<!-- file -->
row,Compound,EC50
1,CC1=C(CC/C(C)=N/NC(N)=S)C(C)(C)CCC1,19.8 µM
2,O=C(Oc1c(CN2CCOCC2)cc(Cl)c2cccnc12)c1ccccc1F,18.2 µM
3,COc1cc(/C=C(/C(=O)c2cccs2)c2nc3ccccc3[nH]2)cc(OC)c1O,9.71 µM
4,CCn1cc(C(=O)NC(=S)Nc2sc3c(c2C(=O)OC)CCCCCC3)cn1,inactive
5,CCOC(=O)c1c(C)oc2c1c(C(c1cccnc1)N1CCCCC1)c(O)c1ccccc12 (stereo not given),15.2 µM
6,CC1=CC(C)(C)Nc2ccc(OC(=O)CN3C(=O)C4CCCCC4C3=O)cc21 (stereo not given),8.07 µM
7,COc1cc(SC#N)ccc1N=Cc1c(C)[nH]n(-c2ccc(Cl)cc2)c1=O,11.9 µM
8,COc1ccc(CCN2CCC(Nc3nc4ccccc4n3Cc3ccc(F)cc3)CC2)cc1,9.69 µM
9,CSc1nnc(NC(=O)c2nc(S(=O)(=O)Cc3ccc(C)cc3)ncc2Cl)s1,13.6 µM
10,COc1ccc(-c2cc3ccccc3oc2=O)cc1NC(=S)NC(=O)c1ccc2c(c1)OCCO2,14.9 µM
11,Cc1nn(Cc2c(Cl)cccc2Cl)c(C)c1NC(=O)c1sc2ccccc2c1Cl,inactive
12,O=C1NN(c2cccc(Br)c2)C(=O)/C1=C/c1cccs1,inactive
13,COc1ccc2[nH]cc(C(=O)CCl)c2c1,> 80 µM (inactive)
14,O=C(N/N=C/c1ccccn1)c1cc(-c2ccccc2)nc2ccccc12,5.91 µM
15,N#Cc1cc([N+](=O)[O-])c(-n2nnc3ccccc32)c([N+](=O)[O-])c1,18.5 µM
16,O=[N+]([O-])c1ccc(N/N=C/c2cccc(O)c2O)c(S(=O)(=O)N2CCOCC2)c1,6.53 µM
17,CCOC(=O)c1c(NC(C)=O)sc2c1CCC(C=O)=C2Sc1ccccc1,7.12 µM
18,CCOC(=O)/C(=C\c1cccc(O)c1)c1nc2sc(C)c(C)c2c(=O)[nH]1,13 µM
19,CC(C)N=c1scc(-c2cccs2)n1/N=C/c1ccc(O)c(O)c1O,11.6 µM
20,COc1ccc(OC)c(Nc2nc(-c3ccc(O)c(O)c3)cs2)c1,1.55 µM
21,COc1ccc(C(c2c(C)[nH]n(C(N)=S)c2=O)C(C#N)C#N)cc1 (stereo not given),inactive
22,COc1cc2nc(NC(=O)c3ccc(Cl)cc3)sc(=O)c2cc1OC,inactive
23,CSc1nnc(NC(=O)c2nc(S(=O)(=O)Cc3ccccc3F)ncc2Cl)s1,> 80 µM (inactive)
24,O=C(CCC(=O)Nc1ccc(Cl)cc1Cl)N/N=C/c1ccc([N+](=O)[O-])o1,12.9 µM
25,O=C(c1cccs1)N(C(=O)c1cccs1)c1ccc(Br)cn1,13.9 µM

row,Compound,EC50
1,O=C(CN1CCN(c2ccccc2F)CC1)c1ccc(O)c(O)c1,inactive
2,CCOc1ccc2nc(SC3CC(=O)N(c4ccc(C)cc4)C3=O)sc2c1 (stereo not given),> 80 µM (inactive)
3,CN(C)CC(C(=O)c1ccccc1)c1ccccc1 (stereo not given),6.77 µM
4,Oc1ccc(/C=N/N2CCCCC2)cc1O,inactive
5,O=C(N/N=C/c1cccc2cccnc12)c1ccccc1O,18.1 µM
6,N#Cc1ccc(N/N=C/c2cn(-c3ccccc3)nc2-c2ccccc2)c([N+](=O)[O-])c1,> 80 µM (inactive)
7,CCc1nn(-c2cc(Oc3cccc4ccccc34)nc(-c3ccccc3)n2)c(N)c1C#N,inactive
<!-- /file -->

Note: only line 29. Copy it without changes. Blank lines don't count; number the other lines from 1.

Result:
2,CCOc1ccc2nc(SC3CC(=O)N(c4ccc(C)cc4)C3=O)sc2c1 (stereo not given),> 80 µM (inactive)